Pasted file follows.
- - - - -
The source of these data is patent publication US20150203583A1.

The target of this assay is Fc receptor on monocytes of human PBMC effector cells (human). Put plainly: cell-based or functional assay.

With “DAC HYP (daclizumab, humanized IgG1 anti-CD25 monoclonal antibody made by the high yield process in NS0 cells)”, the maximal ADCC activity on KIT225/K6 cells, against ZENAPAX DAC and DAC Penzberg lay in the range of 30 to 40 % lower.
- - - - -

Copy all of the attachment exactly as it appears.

The source of these data is patent publication US20150203583A1.

The target of this assay is Fc receptor on monocytes of human PBMC effector cells (human). Put plainly: cell-based or functional assay.

With “DAC HYP (daclizumab, humanized IgG1 anti-CD25 monoclonal antibody made by the high yield process in NS0 cells)”, the maximal ADCC activity on KIT225/K6 cells, against ZENAPAX DAC and DAC Penzberg lay in the range of 30 to 40 % lower.